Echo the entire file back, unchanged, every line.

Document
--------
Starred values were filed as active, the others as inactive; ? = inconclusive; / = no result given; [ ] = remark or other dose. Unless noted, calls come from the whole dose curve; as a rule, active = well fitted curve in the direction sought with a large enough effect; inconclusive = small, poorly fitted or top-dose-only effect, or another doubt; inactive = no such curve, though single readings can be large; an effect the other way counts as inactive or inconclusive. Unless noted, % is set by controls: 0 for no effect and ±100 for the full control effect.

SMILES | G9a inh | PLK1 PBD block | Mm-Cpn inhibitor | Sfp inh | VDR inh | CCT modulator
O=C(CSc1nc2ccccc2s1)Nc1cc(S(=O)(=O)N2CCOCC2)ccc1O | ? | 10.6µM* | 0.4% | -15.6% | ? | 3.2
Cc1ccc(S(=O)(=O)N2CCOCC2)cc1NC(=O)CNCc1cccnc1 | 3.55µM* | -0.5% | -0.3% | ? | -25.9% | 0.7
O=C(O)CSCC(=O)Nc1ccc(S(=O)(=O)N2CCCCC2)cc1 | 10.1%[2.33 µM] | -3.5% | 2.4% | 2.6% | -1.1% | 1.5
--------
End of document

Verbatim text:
Starred values were filed as active, the others as inactive; ? = inconclusive; / = no result given; [ ] = remark or other dose. Unless noted, calls come from the whole dose curve; as a rule, active = well fitted curve in the direction sought with a large enough effect; inconclusive = small, poorly fitted or top-dose-only effect, or another doubt; inactive = no such curve, though single readings can be large; an effect the other way counts as inactive or inconclusive. Unless noted, % is set by controls: 0 for no effect and ±100 for the full control effect.

SMILES | G9a inh | PLK1 PBD block | Mm-Cpn inhibitor | Sfp inh | VDR inh | CCT modulator
O=C(CSc1nc2ccccc2s1)Nc1cc(S(=O)(=O)N2CCOCC2)ccc1O | ? | 10.6µM* | 0.4% | -15.6% | ? | 3.2
Cc1ccc(S(=O)(=O)N2CCOCC2)cc1NC(=O)CNCc1cccnc1 | 3.55µM* | -0.5% | -0.3% | ? | -25.9% | 0.7
O=C(O)CSCC(=O)Nc1ccc(S(=O)(=O)N2CCCCC2)cc1 | 10.1%[2.33 µM] | -3.5% | 2.4% | 2.6% | -1.1% | 1.5